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The lost words of Iqbal

Rereading the intellectual marvel that the Urdu forward of Asrar-e-Khudi is

The lost words of Iqbal

A very important document that has been out of sight for very long helps us understand the recent cultural history and trends in Pakistan.

It is a little-known fact that the foreword to Iqbal’s Persian work Asrar-e-Khudi comprised 12 pages of a short but comprehensive text in Urdu. However, with the loss of the cultural and academic relation with the Persian language and tradition, this work by Iqbal has never been printed in Pakistan. Additionally, the Iranian editions of Asrar-e-Khudi also do not carry this Urdu foreword to the Asrar anymore.

We shall come to this foreword shortly but for now we shall attempt to understand the reasons behind why we almost lost it.

Let us begin with understanding the loss of the true literary and academic tradition of Urdu that also directly impacted our education system which also directly connects with the loss of these precious words.

This cultural misdirection commenced in the post-colonial Pakistan with our inability to develop an inclusive view of culture and education resulting in a direct conflict between Urdu and Bengali since each of these languages traces their origin to separate sources and has had distinctly separate contemporary persuasions during each epoch. While the difference remained indiscernible in the context of religion and the two nation theory it burst forth violently in many other aspects of national life – most evidently in culture and education.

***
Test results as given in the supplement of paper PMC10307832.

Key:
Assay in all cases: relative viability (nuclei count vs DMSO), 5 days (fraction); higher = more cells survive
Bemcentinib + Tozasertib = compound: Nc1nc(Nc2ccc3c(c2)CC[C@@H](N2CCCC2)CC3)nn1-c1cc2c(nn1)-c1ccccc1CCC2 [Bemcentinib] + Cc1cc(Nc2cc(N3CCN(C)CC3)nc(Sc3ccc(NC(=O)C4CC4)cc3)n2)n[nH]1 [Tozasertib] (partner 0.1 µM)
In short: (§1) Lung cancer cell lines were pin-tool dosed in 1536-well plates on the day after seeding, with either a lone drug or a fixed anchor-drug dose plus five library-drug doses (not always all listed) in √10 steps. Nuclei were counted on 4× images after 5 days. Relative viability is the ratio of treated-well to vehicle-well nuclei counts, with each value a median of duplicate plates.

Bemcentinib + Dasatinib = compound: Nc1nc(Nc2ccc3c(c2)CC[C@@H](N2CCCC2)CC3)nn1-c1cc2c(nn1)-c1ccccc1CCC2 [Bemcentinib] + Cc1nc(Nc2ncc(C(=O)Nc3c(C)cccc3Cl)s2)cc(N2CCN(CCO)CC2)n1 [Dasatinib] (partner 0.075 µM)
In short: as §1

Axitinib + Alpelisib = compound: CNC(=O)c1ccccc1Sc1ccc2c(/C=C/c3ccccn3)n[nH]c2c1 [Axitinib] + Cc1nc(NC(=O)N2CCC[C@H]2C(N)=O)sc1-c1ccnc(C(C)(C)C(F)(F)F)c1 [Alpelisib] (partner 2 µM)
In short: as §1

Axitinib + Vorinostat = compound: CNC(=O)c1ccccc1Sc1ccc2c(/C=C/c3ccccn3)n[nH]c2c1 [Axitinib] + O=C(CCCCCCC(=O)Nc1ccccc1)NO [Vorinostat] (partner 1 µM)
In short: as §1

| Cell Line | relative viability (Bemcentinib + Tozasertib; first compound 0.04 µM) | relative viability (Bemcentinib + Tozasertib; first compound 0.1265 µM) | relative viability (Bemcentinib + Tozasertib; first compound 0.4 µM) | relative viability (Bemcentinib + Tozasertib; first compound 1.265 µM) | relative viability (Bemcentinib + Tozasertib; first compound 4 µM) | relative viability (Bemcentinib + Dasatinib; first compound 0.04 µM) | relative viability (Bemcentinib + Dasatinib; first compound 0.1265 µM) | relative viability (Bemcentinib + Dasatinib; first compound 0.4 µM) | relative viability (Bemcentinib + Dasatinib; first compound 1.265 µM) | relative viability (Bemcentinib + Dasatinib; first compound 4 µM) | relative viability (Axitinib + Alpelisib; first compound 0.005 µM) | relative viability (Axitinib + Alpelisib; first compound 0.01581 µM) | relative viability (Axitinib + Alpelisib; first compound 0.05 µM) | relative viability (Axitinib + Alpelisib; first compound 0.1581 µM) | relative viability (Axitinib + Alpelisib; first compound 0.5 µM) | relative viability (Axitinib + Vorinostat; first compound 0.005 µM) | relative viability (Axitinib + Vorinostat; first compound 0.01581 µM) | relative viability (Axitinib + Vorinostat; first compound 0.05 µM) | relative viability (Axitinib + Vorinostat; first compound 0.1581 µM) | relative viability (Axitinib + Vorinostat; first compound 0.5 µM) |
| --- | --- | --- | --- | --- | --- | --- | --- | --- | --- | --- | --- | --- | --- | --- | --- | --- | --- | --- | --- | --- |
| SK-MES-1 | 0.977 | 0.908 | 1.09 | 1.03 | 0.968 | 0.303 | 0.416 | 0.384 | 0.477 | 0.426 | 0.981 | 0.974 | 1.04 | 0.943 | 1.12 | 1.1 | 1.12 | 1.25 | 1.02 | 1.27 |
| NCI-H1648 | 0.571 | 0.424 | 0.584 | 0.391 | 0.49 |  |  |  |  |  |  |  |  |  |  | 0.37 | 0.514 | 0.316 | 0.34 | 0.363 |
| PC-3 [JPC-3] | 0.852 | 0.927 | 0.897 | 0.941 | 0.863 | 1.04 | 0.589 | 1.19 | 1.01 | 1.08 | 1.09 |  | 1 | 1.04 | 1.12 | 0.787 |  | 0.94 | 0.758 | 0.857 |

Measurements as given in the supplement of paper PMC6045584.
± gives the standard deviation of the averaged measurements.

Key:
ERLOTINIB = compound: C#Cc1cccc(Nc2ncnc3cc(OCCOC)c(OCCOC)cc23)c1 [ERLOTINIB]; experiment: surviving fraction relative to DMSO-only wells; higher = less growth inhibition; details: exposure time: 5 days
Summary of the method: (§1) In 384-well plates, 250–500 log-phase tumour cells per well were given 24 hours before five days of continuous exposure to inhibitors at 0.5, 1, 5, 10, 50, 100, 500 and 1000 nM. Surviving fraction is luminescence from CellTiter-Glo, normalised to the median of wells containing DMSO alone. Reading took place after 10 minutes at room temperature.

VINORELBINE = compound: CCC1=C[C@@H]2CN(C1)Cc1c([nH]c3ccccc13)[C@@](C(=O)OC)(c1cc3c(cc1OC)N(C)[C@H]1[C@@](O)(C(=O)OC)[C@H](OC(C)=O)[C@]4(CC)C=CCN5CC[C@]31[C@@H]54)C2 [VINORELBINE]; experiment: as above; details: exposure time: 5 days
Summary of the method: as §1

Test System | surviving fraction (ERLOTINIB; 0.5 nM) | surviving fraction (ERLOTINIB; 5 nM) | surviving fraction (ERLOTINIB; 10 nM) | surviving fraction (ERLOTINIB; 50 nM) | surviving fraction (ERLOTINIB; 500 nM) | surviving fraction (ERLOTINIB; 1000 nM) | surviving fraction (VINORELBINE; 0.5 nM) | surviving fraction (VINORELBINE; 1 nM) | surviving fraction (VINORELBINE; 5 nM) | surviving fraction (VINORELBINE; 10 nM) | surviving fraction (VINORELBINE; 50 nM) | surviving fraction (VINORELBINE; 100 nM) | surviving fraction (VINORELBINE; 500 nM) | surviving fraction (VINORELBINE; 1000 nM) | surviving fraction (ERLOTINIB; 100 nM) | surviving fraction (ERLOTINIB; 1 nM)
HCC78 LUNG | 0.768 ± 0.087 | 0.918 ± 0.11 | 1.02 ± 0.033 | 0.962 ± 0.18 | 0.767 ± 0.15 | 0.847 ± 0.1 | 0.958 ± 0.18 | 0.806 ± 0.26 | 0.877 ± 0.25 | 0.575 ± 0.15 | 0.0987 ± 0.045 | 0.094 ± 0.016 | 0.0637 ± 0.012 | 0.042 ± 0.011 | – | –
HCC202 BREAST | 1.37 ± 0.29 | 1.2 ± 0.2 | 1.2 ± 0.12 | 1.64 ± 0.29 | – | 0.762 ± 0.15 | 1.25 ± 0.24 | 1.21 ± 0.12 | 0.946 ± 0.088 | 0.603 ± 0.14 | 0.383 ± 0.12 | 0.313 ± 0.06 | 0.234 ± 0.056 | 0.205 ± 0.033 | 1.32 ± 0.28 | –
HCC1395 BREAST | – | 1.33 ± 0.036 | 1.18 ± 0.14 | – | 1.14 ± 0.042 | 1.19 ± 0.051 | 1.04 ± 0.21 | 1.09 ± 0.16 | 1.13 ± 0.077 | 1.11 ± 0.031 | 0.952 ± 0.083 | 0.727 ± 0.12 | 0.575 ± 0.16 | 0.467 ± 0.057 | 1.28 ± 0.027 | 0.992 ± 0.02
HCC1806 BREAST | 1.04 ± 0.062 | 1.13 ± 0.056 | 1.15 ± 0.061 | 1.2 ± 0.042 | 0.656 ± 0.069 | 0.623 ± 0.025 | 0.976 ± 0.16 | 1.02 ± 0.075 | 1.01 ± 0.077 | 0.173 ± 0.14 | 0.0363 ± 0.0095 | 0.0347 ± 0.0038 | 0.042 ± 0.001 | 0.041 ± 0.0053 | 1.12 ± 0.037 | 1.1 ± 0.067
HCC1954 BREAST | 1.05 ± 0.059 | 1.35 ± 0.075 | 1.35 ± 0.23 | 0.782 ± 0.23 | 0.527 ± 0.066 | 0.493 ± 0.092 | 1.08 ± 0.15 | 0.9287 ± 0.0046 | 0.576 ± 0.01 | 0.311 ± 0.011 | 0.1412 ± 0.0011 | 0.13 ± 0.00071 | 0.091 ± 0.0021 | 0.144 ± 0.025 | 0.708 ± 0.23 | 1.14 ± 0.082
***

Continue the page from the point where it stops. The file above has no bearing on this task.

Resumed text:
While both these languages were nearly static in terms of scientific knowledge the choice between the two had little to offer. The focus needed to be centered upon their role in the civic content of education and their role in the development of culture. However, the linguistic tussle partook of this civic objective and pseudo-intellectual dominance of the Urdu speaking migrant elite that dominated decision making in the newfound state did not allow the education system or the cultural paradigm of the state a natural home-grown development.

Shallow Urdu scholarship dominated education and failed to retain any link with the past with definite and indelible impression on cultural trends. There was no education or culture policy to help systematically develop the Pakistani person truly rooted in the traditions of the east with a view to the future taking inspiration from the vibrant western tradition.

Thus there remained no linkage with linguistic and cultural traditions and such precious works such as this “Introduction” to “Asrar” have been permanently hidden away from us.

Coming now to the “Foreword” that must necessarily be called an intellectual marvel. Why a foreword in Urdu when the Asrar is in Persian? Iqbal has rightly made the choice of Urdu for this introduction as Urdu was, at that time, the melting pot of the Persian, Arabic, English and Hindu intellects along with Iqbal’s own training in the Persian, Islamic and continental European philosophical traditions Urdu was the natural choice for a foreword.

The concern to address an audience that took success from all these traditions and yet was growing into a different collective mind is obvious in the entire text. It is noteworthy that Iqbal was throughout his life predisposed to look at Islamic thought and the future of sub-continental Islam through the Persian screen, beginning from his early work the Development of Metaphysics in Persia down till Jupiter heaven in Javed Nama.